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  1. Thanks for the info! The parallel workers (the ctfxlauncher processes) are only used for optimization, so it makes sense that you only see minimal activity from them when you were just running the script. If you take that example MAT file I provided and start optimizing it, you should see those eight worker processes begin to do something.
  2. Hi everyone, Tonight I've built KSPTOT v1.6.2 pre-release 4. This is primarily a bug fix and performance improvement release, and I think we're nearing the v1.6.2 official release. As with before, this pre-release includes both Windows and Linux builds. Here's the change log: Added a few more Graphical Analysis tasks to Launch Vehicle Designer (LVD): "Two Body Impact Latitude", "Two Body Impact Longitude", and "Two Body Time to Impact" These provide information on where your spacecraft would impact the current central body under the influence of only two body gravity. Works well as an initial estimate for stage disposal impact points (because here everyone cares about not dropping stages on populated areas, right?). Fixed bugs reported here since last pre-release. A number of important performance improvements that should be noticeable. Please let me know if you find any bugs or issues in this release. Thanks! Also, could I ask a favor from people using the new pre-releases? I'm trying to get a feel for what sort of performance everyone is seeing on their systems in LVD. If you'd like to help, please do the following and report back with results to this thread. Either Windows or Linux platforms are fine. Download and run KSPTOT v1.6.2 pre-release 4. Open Launch Vehicle Designer. Load the "lvdExample_asparagusStagingToMun.mat" example included with the pre-release package. After it loads, use the Simulation -> Run Script menu command (or just ctrl-p, it does the same thing) five or six times. Basically just run the script with no changes five or six times. Report the lines in the output window that state how long it took the script to execute here in this thread (in a quote or code box). When you report, please include your CPU model (or number of CPU logical cores and CPU clock rate) and amount of RAM onboard your system. If you know them, of course. Thank you!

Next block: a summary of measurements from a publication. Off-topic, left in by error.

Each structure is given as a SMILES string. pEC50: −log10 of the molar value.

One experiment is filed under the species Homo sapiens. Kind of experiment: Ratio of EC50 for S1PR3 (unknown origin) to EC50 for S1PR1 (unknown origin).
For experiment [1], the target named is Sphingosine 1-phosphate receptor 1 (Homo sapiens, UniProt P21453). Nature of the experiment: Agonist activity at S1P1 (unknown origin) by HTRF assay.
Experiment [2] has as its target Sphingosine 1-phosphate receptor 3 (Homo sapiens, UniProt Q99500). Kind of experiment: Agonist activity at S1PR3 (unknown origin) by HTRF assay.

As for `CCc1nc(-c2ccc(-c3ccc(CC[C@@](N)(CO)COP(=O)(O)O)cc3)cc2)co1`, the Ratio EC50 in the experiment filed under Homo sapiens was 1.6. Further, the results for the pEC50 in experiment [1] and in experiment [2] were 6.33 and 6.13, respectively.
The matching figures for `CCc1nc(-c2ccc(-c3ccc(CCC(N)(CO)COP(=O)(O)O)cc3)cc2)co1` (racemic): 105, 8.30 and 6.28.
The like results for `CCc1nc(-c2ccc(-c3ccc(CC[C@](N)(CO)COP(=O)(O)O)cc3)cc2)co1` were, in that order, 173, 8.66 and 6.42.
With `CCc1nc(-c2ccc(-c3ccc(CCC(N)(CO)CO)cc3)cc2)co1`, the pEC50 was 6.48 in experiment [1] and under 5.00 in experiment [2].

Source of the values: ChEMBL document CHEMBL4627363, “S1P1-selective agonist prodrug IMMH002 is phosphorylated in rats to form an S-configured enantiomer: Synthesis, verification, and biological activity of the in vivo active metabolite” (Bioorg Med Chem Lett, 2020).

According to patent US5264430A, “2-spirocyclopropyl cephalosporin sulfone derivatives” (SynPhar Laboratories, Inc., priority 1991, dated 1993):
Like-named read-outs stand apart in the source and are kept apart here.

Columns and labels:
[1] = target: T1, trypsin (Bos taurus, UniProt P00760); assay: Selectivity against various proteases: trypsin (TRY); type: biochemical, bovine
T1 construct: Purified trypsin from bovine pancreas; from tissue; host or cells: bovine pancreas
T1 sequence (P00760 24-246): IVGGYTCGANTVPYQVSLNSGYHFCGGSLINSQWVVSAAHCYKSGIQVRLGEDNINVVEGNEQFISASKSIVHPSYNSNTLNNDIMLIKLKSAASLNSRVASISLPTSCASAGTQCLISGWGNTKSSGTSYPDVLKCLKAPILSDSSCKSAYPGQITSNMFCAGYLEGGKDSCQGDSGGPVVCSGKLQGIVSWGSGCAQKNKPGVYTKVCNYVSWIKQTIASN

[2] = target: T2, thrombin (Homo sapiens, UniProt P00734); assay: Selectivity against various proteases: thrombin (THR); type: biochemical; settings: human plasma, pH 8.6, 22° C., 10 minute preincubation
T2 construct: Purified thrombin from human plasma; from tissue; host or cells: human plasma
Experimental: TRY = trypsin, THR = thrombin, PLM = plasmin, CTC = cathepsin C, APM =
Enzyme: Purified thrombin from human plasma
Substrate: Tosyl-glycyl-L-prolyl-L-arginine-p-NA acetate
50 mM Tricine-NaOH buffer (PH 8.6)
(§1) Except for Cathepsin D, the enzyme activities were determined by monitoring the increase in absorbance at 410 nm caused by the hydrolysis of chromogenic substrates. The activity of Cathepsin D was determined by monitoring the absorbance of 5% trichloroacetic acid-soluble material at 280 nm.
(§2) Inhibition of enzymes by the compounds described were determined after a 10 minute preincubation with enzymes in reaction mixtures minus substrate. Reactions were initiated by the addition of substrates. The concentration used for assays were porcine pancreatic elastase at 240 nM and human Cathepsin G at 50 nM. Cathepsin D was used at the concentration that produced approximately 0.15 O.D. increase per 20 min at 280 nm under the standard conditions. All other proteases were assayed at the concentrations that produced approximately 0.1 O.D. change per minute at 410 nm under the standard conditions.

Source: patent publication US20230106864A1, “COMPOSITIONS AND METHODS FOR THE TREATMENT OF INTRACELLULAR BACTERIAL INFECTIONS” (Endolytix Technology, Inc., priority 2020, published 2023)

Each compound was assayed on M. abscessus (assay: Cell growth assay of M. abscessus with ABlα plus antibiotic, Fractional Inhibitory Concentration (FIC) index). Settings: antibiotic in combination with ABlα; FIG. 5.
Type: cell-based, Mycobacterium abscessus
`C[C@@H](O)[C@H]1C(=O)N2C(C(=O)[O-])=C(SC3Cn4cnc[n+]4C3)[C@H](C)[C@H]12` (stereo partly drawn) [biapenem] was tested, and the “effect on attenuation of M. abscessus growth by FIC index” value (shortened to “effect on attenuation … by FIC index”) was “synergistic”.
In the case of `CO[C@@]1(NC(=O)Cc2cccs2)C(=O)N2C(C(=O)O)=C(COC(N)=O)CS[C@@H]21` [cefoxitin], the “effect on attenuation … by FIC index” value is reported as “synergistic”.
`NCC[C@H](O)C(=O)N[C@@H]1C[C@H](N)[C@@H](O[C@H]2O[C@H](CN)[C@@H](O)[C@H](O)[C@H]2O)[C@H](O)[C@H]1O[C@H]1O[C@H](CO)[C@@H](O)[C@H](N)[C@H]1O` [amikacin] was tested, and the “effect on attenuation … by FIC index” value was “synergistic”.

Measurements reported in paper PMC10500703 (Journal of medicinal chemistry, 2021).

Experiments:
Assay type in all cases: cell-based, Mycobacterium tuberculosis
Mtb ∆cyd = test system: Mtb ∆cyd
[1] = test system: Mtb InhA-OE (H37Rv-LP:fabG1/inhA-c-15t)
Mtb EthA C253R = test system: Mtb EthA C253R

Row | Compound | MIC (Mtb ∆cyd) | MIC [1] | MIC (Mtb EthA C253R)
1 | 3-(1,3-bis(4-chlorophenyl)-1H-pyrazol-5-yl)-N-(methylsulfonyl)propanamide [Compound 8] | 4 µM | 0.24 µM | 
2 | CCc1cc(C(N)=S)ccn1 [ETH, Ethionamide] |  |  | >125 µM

3. Hi everyone, Here is a link to KSPTOT v1.6.2 pre-release 3. This file is about twice as big as the previous pre-releases as I wanted to push out a Linux v1.6.2 release to see how that goes for people. Feel free to delete the files you don't need after downloading. The change log is pretty straightforward: LVD: Added "extrema" to allow for recording and constraining of minimum and maximum values of various quantities. Lots of bug fixes as discussed above. Please note that if you're a Linux user and you don't have the MATLAB Compiler Runtime installed, you need to install it at "/usr/local/MATLAB/R2017b/ " for the software to work. Please let me know if you find any bugs or problems. Thanks! I think I actually just fixed this bug in the latest v1.6.2 pre-release, so check out what I just posted. And yes, that's all it does is rerun the optimizer with the last settings. It's a convenience, nothing more.